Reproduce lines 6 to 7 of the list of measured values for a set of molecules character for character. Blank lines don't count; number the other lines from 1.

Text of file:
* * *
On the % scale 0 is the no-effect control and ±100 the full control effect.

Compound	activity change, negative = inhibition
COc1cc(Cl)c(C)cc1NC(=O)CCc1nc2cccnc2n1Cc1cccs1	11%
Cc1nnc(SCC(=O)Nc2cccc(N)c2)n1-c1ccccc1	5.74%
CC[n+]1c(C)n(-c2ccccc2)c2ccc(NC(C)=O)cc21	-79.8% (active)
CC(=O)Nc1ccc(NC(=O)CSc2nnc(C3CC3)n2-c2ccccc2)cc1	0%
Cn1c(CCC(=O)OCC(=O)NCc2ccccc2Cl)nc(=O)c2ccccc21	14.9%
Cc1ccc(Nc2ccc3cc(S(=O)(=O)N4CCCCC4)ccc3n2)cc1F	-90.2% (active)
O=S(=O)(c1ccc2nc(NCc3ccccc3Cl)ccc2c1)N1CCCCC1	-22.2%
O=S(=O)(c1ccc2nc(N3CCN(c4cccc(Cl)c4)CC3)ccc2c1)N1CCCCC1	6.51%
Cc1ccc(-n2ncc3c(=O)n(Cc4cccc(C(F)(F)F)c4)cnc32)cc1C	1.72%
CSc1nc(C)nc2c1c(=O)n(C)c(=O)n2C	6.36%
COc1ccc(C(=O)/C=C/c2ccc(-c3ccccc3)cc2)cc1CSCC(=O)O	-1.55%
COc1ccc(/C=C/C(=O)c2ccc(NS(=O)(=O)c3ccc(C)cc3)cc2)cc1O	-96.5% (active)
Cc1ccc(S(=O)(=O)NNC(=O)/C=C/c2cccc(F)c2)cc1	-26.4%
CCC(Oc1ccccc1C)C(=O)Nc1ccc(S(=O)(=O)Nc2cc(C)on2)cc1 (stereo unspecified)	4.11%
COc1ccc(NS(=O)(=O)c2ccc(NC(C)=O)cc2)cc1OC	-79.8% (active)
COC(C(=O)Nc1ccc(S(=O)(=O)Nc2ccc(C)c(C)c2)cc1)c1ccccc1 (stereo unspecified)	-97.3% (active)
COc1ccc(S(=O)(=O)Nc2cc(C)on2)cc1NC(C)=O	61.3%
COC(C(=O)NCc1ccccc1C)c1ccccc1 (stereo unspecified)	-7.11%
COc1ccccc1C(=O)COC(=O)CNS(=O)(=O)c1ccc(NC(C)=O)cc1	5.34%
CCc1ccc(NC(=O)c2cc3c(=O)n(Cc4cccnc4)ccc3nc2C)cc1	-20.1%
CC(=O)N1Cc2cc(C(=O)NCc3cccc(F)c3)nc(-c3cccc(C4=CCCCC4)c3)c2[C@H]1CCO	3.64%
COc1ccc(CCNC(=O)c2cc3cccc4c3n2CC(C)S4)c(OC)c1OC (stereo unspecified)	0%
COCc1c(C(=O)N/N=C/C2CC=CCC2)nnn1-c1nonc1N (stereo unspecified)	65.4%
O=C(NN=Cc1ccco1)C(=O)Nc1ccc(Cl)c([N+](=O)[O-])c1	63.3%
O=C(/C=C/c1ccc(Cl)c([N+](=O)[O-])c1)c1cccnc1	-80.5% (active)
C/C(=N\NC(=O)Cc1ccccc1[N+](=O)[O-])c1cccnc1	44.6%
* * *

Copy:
CC(=O)Nc1ccc(NC(=O)CSc2nnc(C3CC3)n2-c2ccccc2)cc1	0%
Cn1c(CCC(=O)OCC(=O)NCc2ccccc2Cl)nc(=O)c2ccccc21	14.9%